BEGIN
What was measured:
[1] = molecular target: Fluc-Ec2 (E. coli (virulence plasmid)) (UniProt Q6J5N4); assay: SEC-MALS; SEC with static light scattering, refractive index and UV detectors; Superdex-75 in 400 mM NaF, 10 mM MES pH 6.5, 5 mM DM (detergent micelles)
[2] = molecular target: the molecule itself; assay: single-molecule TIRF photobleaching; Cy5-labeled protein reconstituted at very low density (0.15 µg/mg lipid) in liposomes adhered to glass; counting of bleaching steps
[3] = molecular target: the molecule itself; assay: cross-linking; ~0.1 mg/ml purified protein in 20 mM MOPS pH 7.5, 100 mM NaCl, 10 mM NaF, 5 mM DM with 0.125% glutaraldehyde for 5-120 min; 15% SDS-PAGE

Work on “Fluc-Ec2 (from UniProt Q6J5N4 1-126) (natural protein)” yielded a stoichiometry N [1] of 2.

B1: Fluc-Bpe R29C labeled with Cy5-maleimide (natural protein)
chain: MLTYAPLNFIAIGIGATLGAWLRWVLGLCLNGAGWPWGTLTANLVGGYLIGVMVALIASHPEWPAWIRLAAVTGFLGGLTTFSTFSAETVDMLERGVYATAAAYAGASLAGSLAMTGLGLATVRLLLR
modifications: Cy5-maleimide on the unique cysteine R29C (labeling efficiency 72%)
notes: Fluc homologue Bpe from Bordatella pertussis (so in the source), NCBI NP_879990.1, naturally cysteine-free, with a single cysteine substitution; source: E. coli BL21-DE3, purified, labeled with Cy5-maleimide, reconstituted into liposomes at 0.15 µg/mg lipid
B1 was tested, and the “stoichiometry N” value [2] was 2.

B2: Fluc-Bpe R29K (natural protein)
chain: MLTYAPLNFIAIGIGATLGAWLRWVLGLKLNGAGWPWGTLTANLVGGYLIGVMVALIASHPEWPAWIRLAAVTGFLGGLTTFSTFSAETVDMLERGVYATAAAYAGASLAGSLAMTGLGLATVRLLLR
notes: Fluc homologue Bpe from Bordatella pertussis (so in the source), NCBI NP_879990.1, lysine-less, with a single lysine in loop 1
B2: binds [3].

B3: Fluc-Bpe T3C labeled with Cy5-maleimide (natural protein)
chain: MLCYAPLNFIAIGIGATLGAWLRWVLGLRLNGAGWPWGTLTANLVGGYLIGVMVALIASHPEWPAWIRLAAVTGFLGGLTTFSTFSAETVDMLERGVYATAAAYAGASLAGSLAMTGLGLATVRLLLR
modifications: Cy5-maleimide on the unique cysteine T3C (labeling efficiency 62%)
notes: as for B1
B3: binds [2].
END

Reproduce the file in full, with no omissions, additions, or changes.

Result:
What was measured:
[1] = molecular target: Fluc-Ec2 (E. coli (virulence plasmid)) (UniProt Q6J5N4); assay: SEC-MALS; SEC with static light scattering, refractive index and UV detectors; Superdex-75 in 400 mM NaF, 10 mM MES pH 6.5, 5 mM DM (detergent micelles)
[2] = molecular target: the molecule itself; assay: single-molecule TIRF photobleaching; Cy5-labeled protein reconstituted at very low density (0.15 µg/mg lipid) in liposomes adhered to glass; counting of bleaching steps
[3] = molecular target: the molecule itself; assay: cross-linking; ~0.1 mg/ml purified protein in 20 mM MOPS pH 7.5, 100 mM NaCl, 10 mM NaF, 5 mM DM with 0.125% glutaraldehyde for 5-120 min; 15% SDS-PAGE

Work on “Fluc-Ec2 (from UniProt Q6J5N4 1-126) (natural protein)” yielded a stoichiometry N [1] of 2.

B1: Fluc-Bpe R29C labeled with Cy5-maleimide (natural protein)
chain: MLTYAPLNFIAIGIGATLGAWLRWVLGLCLNGAGWPWGTLTANLVGGYLIGVMVALIASHPEWPAWIRLAAVTGFLGGLTTFSTFSAETVDMLERGVYATAAAYAGASLAGSLAMTGLGLATVRLLLR
modifications: Cy5-maleimide on the unique cysteine R29C (labeling efficiency 72%)
notes: Fluc homologue Bpe from Bordatella pertussis (so in the source), NCBI NP_879990.1, naturally cysteine-free, with a single cysteine substitution; source: E. coli BL21-DE3, purified, labeled with Cy5-maleimide, reconstituted into liposomes at 0.15 µg/mg lipid
B1 was tested, and the “stoichiometry N” value [2] was 2.

B2: Fluc-Bpe R29K (natural protein)
chain: MLTYAPLNFIAIGIGATLGAWLRWVLGLKLNGAGWPWGTLTANLVGGYLIGVMVALIASHPEWPAWIRLAAVTGFLGGLTTFSTFSAETVDMLERGVYATAAAYAGASLAGSLAMTGLGLATVRLLLR
notes: Fluc homologue Bpe from Bordatella pertussis (so in the source), NCBI NP_879990.1, lysine-less, with a single lysine in loop 1
B2: binds [3].

B3: Fluc-Bpe T3C labeled with Cy5-maleimide (natural protein)
chain: MLCYAPLNFIAIGIGATLGAWLRWVLGLRLNGAGWPWGTLTANLVGGYLIGVMVALIASHPEWPAWIRLAAVTGFLGGLTTFSTFSAETVDMLERGVYATAAAYAGASLAGSLAMTGLGLATVRLLLR
modifications: Cy5-maleimide on the unique cysteine T3C (labeling efficiency 62%)
notes: as for B1
B3: binds [2].